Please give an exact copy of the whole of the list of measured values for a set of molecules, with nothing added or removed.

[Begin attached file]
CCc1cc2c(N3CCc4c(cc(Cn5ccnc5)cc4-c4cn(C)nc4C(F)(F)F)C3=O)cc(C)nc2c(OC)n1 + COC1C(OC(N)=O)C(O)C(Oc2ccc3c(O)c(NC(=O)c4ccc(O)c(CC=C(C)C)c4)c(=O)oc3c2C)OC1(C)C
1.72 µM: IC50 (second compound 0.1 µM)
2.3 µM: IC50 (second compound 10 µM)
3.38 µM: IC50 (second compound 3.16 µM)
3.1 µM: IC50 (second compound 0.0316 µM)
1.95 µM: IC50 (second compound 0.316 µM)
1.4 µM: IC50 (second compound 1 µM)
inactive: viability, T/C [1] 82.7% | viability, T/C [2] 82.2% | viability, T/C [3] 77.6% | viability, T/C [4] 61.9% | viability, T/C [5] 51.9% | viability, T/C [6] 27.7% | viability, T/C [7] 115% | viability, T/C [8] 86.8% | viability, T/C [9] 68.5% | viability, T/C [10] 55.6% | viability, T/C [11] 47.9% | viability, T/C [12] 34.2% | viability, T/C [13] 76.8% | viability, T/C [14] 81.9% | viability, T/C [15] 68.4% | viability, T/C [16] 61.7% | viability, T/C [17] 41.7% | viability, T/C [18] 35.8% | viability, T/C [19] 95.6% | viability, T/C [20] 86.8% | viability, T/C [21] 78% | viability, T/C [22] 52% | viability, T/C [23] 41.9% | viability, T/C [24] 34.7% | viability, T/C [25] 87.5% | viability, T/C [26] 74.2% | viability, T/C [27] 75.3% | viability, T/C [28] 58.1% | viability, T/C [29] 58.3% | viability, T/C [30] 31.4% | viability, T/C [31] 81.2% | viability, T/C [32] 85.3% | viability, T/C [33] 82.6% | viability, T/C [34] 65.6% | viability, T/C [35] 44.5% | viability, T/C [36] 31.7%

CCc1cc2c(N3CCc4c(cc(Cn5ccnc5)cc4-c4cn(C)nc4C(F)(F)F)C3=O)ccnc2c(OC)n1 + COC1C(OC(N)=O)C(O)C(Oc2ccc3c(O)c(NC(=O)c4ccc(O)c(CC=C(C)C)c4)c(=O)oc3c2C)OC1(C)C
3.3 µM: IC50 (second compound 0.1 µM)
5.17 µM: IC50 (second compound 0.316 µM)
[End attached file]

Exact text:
CCc1cc2c(N3CCc4c(cc(Cn5ccnc5)cc4-c4cn(C)nc4C(F)(F)F)C3=O)cc(C)nc2c(OC)n1 + COC1C(OC(N)=O)C(O)C(Oc2ccc3c(O)c(NC(=O)c4ccc(O)c(CC=C(C)C)c4)c(=O)oc3c2C)OC1(C)C
1.72 µM: IC50 (second compound 0.1 µM)
2.3 µM: IC50 (second compound 10 µM)
3.38 µM: IC50 (second compound 3.16 µM)
3.1 µM: IC50 (second compound 0.0316 µM)
1.95 µM: IC50 (second compound 0.316 µM)
1.4 µM: IC50 (second compound 1 µM)
inactive: viability, T/C [1] 82.7% | viability, T/C [2] 82.2% | viability, T/C [3] 77.6% | viability, T/C [4] 61.9% | viability, T/C [5] 51.9% | viability, T/C [6] 27.7% | viability, T/C [7] 115% | viability, T/C [8] 86.8% | viability, T/C [9] 68.5% | viability, T/C [10] 55.6% | viability, T/C [11] 47.9% | viability, T/C [12] 34.2% | viability, T/C [13] 76.8% | viability, T/C [14] 81.9% | viability, T/C [15] 68.4% | viability, T/C [16] 61.7% | viability, T/C [17] 41.7% | viability, T/C [18] 35.8% | viability, T/C [19] 95.6% | viability, T/C [20] 86.8% | viability, T/C [21] 78% | viability, T/C [22] 52% | viability, T/C [23] 41.9% | viability, T/C [24] 34.7% | viability, T/C [25] 87.5% | viability, T/C [26] 74.2% | viability, T/C [27] 75.3% | viability, T/C [28] 58.1% | viability, T/C [29] 58.3% | viability, T/C [30] 31.4% | viability, T/C [31] 81.2% | viability, T/C [32] 85.3% | viability, T/C [33] 82.6% | viability, T/C [34] 65.6% | viability, T/C [35] 44.5% | viability, T/C [36] 31.7%

CCc1cc2c(N3CCc4c(cc(Cn5ccnc5)cc4-c4cn(C)nc4C(F)(F)F)C3=O)ccnc2c(OC)n1 + COC1C(OC(N)=O)C(O)C(Oc2ccc3c(O)c(NC(=O)c4ccc(O)c(CC=C(C)C)c4)c(=O)oc3c2C)OC1(C)C
3.3 µM: IC50 (second compound 0.1 µM)
5.17 µM: IC50 (second compound 0.316 µM)